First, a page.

"The devil’s in the details with the chemistry of uranium: There are numerous forms of uranium in the environment, which are all influenced by the natural properties of soils and groundwater," Taillefert said.
Sobecky added, "What we’re doing now is optimizing the assay conditions and the techniques to analyze the distribution of uranium species in the lab."
Traditionally, DOE has funded research investigating the chemical reduction of uranium contamination. But there are two approaches to immobilizing uranium. One strategy reduces uranium (VI) to uranium (IV), which is, in principle, immobile. But the uranium can re-oxidize even with traces of oxygen from rainwater seeping into the groundwater. The Georgia Tech approach biomineralizes uranium (VI) into an insoluble form of uranium via phosphate precipitation.
As they work toward a bioremediation strategy that will work in the field, researchers must design a mechanism to deal with competing organisms in the soil that might sequester the free phosphate, Sobecky noted. Though their current grant does not cover the cost of a field study, researchers hope to obtain funds in the future to test their strategy at Oak Ridge and potentially other DOE sites. Uranium contamination is a concern at DOE sites because it can migrate to groundwater in surrounding areas, Taillefert noted.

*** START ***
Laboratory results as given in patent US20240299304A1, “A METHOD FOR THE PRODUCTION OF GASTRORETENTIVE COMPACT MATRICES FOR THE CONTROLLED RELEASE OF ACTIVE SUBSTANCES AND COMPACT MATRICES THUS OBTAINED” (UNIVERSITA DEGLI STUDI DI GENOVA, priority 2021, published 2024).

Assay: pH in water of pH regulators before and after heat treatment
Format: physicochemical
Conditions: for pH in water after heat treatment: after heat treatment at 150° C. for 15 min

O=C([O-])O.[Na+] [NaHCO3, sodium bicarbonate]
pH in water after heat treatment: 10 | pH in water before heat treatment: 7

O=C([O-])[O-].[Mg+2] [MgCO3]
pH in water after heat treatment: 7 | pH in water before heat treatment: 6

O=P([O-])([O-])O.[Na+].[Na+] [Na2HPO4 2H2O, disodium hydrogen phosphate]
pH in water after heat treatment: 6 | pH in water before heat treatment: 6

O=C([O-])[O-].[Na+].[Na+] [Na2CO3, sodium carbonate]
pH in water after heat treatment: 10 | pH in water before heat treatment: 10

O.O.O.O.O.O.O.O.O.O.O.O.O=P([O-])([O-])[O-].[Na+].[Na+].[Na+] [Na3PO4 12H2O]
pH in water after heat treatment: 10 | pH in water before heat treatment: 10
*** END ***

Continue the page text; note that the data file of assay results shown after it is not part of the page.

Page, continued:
"At this point, we know the organisms we’re studying are active in precipitating uranium phosphate," he said. "…. Now we need to determine how chemically stable it is."
Researchers also have learned that when the bacteria are releasing phosphate from G3P, the bacteria can tolerate the toxic uranium and can continue to grow once the uranium is precipitated by the released phosphate.
"Our challenge now is fine-tuning the conditions around the bacterium so eventually it can thrive and work chemically in a natural setting," Taillefert said.
Jane Sanders | EurekAlert!
Fine organic particles in the atmosphere are more often solid glass beads than liquid oil droplets
21.04.2017 | Max-Planck-Institut für Chemie
Study overturns seminal research about the developing nervous system